What Can Be Done to Prevent Data Losses?
- Identify the risks to your organisation and takes steps to address them.
- Educate employees on how to protect information and hold them accountable.
- Implement a security system that includes firewall and intrusion prevention in order to keep malware and other problems out of your systems, as well as system alerts to notify you of a breach.
- Have policies in place that prevent confidential information from leaving the premises without specific approval.
- Proactively encrypt laptops and other devices to minimize consequences of a device being lost.
- Be sure that proper passwords requirements are in place for all devices including desktops and mobile devices.
Transfer the Risk
With the growing problems of cyber liability associated with data breaches and loss of data has emerged cyber liability coverage that assists organisations when things go wrong. Traditional insurance coverage such as business interruption, loss of property and so forth generally apply to loss of tangible property. Data and intellectual property which are intangible property are excluded from coverage for loss and the consequences of such loss. Cyber liability insurance provides an important element of insurance coverage for organisations to recover from such losses and pay for the resulting costs of addressing the required notifications and actions needed to recover from such an event. A good cyber liability insurance policy will assist in paying both third party damages for individuals whose information is lost as well as first party coverage for the loss of and damage to the digital data stored by the organisation.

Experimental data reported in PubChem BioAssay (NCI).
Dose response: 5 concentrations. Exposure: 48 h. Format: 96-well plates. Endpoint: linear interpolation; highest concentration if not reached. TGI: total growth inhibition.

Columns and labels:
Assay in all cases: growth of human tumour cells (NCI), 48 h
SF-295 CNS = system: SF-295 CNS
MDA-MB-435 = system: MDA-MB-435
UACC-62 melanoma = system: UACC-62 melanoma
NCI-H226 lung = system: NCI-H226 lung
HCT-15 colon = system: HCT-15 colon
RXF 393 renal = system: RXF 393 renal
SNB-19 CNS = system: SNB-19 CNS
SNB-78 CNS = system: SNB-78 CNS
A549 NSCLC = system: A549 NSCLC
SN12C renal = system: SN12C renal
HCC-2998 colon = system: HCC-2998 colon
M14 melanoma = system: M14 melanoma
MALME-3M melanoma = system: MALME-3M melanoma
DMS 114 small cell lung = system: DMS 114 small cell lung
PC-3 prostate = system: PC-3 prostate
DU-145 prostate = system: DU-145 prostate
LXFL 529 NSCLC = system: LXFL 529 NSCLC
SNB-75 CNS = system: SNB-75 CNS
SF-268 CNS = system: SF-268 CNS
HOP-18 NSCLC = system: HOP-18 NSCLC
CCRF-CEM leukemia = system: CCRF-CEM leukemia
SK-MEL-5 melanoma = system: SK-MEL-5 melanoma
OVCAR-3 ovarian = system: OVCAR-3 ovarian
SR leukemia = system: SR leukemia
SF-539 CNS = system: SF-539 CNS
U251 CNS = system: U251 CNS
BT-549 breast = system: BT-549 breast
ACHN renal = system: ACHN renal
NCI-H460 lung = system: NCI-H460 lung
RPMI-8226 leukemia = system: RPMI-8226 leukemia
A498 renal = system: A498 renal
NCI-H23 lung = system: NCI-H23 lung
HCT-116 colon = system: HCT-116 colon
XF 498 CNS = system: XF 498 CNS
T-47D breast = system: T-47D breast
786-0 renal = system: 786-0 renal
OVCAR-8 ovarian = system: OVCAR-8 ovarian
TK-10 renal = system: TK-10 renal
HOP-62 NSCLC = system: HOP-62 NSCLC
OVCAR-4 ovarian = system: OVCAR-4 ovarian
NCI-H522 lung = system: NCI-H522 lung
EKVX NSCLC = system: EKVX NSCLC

Good stewardship of the organisation’s assets extends to the information entrusted to you by church members and the public. That duty of stewardship means protecting information and providing assistance to individuals should an unfortunate event occur. Taking preventative steps to protect data and providing the organisation with cyber liability insurance are all part of a good stewardship program for the Church and to instill trust in those who provide the Church with their confidential information.
Adventist Risk Management have made available a recording of their recent webinar discussing this topic. You are welcome to view the 30 minute webinar, available on YouTube via this link.
You can also download this 4-page PDF, prepared by Marsh is relevant to the Australian context and worth reading if you are time poor.
If you are based in the South Pacific Division and would like to register your interest in cyber liability cover please contact us.